It does not happen very often, but often enough to write an article about. What do you do if both husband and wife file for divorce. Meaning, you both went down and filed a petition for divorce.
The times I have seen this happen have been when both parties are upset and they run out and hire an attorney and both of them are in a rush to file for divorce first.
Many issues can arise when two petitions are filed and we will discuss what to watch out for and how to correct it.
Recently a client called me with this exact problem. They both had filed for divorce over a year ago and two petitions were filed and thus, two cases were assigned for the same divorce proceeding.
The first problem comes down to one of the parties being served or filing a response on one of the cases. As happened here, because both parties filed a petition, neither party had ever been served in the other case and nobody had responded to the other case.
Essentially, the divorce had never started, despite over a year having gone by.
So how do you fix this. Well, the first thing they needed to do is get one of the parties served so they could start the clock on the 6 month cooling off period. Generally, you could just pick the case that was filed first. But in this case, many documents were filed under the later filed case, so we decided to use that case instead.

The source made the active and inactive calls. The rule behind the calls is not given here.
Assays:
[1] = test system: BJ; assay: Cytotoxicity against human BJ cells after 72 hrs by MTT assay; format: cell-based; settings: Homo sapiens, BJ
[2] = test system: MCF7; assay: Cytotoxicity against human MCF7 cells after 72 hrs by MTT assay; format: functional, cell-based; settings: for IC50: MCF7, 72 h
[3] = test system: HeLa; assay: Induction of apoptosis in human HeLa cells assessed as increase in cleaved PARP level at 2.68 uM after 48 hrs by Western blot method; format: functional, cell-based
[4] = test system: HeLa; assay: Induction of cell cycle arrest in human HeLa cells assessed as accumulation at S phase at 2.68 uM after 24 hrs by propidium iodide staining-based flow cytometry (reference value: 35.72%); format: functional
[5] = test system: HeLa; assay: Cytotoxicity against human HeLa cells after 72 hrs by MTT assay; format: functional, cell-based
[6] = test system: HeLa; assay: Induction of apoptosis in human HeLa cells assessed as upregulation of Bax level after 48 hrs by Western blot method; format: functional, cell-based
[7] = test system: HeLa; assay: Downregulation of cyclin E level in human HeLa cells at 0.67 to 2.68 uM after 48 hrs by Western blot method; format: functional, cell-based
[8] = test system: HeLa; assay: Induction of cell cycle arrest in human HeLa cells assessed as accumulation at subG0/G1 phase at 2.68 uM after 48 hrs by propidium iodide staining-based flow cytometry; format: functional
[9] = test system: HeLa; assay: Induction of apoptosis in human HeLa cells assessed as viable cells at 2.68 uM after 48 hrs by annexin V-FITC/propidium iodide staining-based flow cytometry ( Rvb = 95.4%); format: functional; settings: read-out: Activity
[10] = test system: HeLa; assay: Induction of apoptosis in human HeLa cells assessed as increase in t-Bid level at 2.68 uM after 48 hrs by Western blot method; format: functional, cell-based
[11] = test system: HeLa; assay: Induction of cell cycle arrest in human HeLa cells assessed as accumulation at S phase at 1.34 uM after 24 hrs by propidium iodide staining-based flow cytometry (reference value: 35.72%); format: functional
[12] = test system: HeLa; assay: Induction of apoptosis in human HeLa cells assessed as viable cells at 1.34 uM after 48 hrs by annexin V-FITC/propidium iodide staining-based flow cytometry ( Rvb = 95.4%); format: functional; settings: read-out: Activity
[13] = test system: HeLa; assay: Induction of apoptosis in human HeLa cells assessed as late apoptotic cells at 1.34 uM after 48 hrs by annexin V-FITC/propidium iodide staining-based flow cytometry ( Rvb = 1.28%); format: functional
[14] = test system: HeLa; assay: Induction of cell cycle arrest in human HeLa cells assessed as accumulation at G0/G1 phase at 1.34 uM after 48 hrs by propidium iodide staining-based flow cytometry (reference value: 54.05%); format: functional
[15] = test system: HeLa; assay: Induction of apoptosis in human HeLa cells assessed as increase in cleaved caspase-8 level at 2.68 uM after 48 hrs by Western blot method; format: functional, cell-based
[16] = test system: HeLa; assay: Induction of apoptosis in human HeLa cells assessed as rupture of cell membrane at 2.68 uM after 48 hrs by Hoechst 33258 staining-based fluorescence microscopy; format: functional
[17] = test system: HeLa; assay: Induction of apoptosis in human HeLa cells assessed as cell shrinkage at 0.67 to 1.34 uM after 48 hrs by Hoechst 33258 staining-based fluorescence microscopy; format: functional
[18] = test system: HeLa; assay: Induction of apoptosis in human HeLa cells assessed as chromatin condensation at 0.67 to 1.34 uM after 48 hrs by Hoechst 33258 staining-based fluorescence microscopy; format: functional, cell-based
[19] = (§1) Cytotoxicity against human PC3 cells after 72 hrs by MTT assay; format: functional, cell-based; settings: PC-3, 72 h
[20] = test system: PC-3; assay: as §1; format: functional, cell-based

So now that the service is complete, you will need to draft a stipulation to combined the cases and have one of the Petitions to be treated as the Response. Of course, you could always just file a Response, but you would have to pay the filing fee again.
The stipulation would simply request that the petition in one case be treated as the Response. It is not entirely difficult, but both parties must sign and submit for the courts signature.
We are a licensed and bonded legal document preparation firm in Santa Clarita, CA and serve all the courts in Los Angeles County.